• Homily Notes for Climate Protests

    ClimateStrike web jcfjAs our approach to the climate emergency is informed by Laudato Si', our Social Theologian Kevin Hargaden has created Homily Notes to be used in church to accompany the day's readings, or by lay persons as a reflection for prayer.

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  • Why I'm Striking for Climate Action

    climate web jcfjOn Friday, September 20th, there will be a Global Climate Strike, a protest led by school students who are calling on everyone to make their voice heard and demand action on the climate emergency. Ciara Murphy is joining them.

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  • Retrofit Government Priorities

    web retrofit jcfjHundreds of homeowners have been left high and dry by the SEAI retrofit scheme. Kevin Hargaden asks if the Government is really as invested in climate breakdown mitigation as it should be?

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  • IPCC Report is More Than Cost Benefit Analysis

    jcfj web climate changeThe Intergovernmental Panel on Climate Change (IPCC) special report on land use was published today [8 August 2019]. It paints a stark but familiar picture of the impact human activities are having on the environment. The report, which draws on contributions from over 100 leading scientists from 52 countries across the world, highlights the need for action now, says Dr Ciara Murphy.

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About the Centre

The Jesuit Centre for Faith and Justice works to combat injustice and marginalisation in Irish society, through social analysis, education and advocacy.

The Centre highlights complex social issues, informs opinion and advocates for governmental policy change to create a fair and equitable society for all.

Analysis on our Key Issues

People in prison are amongst the most marginalised and vulnerable in our society. The majority have left school early, experience literacy and learning difficulties and have a history of unemployment... Click here to view all of our material on Penal Policy

Environmental protection has emerged as a key element of social justice debates in recent decades... Click here to view all of our material on Environmental Justice

The right to a safe and secure place to live is one of the most basic human rights, it is fundamental to enable people to live a dignified life... Click here to view all of our material on Housing Policy

In our political discourse, every question of human flourishing seems to be reduced to bottom-line thinking. This focus on riches impoverishes our shared discourse and has serious negative consequences for society Click here to view material on Economic Justice

The Jesuit Centre for Faith and Justice focuses on a number of other issues... Explore all here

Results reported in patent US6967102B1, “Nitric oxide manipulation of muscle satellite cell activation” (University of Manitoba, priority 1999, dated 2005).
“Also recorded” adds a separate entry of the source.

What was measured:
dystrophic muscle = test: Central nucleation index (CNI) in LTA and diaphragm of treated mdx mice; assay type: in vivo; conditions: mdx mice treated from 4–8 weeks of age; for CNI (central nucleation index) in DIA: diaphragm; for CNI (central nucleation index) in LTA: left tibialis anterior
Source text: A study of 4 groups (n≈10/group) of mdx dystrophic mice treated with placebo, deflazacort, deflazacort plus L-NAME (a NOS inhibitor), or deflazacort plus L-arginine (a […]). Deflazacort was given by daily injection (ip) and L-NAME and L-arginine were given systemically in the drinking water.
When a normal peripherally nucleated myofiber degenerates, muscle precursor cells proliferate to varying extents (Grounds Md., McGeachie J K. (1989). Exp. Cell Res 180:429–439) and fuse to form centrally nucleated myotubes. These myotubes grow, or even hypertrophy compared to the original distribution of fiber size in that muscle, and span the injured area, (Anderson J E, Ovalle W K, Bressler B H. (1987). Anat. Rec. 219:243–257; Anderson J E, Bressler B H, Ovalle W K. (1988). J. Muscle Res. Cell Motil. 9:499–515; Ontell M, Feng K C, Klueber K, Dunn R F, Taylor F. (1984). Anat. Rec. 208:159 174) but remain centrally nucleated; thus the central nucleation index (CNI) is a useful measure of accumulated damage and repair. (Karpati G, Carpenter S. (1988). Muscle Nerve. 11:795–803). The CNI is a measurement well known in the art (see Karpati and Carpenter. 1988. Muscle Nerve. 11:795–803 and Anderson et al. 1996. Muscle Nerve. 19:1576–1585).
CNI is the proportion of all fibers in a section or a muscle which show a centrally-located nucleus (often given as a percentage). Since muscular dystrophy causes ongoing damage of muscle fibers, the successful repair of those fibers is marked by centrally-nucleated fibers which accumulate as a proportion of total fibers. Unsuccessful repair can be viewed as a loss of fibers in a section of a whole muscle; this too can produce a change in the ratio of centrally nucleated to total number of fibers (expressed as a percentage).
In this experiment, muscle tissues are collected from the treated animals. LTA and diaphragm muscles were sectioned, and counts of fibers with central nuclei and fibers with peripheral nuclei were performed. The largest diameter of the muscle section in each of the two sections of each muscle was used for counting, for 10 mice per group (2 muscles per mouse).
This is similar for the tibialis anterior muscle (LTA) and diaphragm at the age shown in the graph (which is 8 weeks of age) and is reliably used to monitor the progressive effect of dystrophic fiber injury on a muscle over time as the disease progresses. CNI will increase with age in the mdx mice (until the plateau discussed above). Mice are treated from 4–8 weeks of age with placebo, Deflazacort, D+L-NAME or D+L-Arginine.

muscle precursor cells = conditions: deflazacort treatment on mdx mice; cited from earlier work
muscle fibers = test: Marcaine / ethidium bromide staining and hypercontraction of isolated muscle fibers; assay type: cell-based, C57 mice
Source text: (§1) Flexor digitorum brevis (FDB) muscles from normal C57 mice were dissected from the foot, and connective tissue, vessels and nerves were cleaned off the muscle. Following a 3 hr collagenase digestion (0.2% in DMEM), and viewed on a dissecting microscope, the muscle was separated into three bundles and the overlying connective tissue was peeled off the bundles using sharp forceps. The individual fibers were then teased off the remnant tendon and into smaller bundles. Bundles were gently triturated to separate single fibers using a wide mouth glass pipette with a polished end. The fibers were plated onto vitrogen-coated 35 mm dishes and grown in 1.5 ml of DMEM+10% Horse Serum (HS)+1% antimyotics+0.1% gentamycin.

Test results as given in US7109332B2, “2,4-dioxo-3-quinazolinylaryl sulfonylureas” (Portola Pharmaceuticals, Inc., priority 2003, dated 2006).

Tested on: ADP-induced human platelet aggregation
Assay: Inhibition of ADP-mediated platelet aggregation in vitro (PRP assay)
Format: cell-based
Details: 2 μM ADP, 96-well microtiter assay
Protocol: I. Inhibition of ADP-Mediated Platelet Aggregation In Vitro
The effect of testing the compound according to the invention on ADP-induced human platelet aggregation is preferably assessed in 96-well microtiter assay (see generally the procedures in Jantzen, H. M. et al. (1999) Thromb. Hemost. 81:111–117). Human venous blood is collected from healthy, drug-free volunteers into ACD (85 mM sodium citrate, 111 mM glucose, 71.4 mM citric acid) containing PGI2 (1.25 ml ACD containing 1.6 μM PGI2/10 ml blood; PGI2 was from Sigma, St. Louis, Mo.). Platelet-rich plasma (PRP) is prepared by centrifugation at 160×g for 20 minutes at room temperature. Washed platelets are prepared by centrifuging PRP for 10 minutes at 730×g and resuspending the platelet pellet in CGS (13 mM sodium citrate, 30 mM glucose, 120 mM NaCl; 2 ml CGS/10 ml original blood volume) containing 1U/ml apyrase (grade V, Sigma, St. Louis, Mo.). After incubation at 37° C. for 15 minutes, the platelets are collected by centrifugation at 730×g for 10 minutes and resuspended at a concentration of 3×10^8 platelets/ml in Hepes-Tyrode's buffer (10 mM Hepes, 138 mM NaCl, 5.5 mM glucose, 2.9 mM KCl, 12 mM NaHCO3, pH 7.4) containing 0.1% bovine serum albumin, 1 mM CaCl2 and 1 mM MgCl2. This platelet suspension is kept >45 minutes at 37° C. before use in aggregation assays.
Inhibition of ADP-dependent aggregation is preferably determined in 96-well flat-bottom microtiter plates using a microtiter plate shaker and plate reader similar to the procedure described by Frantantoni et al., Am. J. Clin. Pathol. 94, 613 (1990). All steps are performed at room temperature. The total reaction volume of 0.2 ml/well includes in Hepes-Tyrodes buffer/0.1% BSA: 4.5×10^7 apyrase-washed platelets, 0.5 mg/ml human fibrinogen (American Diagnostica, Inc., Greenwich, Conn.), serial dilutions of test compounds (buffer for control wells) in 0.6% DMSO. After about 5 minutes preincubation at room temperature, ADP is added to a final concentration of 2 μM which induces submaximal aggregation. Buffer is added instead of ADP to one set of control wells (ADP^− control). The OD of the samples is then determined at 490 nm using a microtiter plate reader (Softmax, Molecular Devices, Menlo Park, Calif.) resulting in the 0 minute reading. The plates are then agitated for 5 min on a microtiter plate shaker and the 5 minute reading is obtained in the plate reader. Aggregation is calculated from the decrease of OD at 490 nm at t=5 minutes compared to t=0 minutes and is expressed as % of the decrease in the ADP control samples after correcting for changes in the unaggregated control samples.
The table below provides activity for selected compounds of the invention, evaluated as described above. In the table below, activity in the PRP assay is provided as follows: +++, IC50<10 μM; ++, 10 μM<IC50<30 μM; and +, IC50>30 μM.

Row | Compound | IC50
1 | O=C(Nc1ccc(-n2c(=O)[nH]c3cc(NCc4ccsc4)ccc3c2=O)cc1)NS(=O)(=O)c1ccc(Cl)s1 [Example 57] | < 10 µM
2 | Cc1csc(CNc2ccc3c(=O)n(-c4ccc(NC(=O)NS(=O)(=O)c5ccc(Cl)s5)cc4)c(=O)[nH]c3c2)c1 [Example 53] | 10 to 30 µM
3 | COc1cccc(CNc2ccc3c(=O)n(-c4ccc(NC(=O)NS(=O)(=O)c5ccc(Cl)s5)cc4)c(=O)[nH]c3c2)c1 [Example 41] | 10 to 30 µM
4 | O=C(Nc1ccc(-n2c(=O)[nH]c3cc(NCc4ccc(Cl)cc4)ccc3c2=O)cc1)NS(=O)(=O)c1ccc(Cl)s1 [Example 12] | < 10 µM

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Exploring Social Justice

Why Care - Social Justice Awareness for Younger People

Ignatian Examen in Prison

claire hargadenThe Ignatian Examen is a five-part spiritual exercise which Jesuits do twice daily. It also offers benefits to others, including prisoners. Claire Hargaden reflects on the practice.

The reflections help us to have compassion for people who are imprisoned and the physical, mental and spiritual challenges inherent in that experience. They are also valuable for anyone who has struggled with feelings of isolation and loss, or who has had days where it’s difficult to find something to be grateful for. All of us, in other words.

The first guiding principle of the Examen invites us to become aware of God's presence and realise that we are never alone no matter how hopeless things may seem. The second asks that we review the day with gratitude. Hargaden notes that this is hard to come by in times of suffering, and especially for prisoners who have had everything taken away from them. Yet, even in straitened times, there is always something to be grateful for.

The instruction, on day three, to pay attention to emotions, is relevant for prisoners who may struggle with feelings of shame, regret and grief but may be unable to express them because of the need to save face in that hostile environment. The fourth principle invites us to choose one aspect of the day and pray from it, leaving our worries with God, and the final one asks of us the thing which may be hardest of all - to look forward to tomorrow. This is something which is difficult for anyone who is anxious about the future, and for someone in prison the future can seem like a dark hole. Hargaden reminds us that we walk with God and he will be there tomorrow for us, as he was here today.

The Ignatian Examen is practiced by Jesuits twice daily, and has been adopted outside of the order, including in maximum security prisons in Sweden, where it has been found to give prisoners a profound hope, and a deeper connection to themselves and those around them.

Posted in Criminality, Prisons and Justice News

Tags: Prison,

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